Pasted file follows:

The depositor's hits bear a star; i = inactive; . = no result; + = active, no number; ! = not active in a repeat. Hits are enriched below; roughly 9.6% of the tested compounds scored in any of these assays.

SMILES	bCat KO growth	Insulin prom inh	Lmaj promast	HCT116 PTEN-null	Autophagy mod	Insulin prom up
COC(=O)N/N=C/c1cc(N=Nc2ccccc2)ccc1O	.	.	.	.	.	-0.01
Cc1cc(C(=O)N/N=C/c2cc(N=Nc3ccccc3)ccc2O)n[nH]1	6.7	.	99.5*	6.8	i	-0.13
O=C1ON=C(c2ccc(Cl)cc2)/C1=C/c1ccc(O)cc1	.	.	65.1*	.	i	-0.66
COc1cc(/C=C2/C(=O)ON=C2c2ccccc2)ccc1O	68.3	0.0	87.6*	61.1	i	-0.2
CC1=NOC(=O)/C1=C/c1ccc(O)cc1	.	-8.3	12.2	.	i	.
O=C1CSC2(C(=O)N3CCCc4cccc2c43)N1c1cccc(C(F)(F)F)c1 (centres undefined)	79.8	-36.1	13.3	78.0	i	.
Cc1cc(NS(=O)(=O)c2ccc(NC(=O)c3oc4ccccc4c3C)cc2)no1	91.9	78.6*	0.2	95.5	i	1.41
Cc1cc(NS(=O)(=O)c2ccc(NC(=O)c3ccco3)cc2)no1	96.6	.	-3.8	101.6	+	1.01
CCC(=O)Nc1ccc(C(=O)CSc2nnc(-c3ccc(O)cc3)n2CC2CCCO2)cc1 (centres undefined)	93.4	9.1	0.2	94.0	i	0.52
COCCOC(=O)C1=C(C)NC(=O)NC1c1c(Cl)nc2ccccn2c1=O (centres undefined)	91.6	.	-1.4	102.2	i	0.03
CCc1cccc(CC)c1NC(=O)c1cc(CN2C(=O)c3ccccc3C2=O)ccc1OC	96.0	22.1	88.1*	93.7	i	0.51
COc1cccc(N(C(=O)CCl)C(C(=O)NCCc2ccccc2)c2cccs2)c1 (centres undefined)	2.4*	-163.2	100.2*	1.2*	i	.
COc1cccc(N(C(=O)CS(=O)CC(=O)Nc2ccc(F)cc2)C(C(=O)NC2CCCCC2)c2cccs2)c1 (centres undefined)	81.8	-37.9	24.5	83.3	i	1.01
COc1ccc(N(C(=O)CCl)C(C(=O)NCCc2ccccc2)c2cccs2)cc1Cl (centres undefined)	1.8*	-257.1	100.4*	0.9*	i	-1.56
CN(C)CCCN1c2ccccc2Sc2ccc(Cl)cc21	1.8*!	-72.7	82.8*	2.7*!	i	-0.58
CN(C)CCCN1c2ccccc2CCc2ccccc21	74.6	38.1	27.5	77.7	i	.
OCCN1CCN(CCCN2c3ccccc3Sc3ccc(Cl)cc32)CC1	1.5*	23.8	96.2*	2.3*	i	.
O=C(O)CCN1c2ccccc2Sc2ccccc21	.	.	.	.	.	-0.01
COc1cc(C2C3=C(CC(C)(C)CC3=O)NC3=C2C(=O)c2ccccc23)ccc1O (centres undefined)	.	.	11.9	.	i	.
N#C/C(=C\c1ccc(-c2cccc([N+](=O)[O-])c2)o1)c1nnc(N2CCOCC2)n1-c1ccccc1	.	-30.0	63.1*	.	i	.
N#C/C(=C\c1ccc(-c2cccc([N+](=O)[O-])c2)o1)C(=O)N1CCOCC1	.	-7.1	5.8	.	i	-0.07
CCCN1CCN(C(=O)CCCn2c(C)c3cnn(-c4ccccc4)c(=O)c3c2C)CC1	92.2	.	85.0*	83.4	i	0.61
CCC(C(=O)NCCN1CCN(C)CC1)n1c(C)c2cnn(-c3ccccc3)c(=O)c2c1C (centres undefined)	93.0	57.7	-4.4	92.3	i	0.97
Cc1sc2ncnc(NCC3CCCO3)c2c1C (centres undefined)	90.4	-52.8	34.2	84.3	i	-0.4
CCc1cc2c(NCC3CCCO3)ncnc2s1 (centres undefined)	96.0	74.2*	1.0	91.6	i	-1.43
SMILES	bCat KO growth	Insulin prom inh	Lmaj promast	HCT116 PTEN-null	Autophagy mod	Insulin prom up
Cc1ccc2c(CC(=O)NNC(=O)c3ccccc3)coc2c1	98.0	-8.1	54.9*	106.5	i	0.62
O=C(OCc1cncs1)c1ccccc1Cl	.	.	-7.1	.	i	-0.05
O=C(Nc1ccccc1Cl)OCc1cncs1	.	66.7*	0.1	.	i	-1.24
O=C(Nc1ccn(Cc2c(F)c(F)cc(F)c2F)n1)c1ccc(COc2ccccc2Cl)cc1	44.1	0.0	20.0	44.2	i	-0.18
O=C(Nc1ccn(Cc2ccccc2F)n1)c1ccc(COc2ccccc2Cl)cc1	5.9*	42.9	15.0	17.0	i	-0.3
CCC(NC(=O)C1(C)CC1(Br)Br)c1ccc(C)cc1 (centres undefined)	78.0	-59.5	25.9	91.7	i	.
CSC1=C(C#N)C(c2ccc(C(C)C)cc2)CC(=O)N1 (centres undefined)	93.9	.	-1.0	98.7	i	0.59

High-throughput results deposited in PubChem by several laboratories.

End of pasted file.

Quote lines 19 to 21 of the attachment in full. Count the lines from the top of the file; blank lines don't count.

OCCN1CCN(CCCN2c3ccccc3Sc3ccc(Cl)cc32)CC1	1.5*	23.8	96.2*	2.3*	i	.
O=C(O)CCN1c2ccccc2Sc2ccccc21	.	.	.	.	.	-0.01
COc1cc(C2C3=C(CC(C)(C)CC3=O)NC3=C2C(=O)c2ccccc23)ccc1O (centres undefined)	.	.	11.9	.	i	.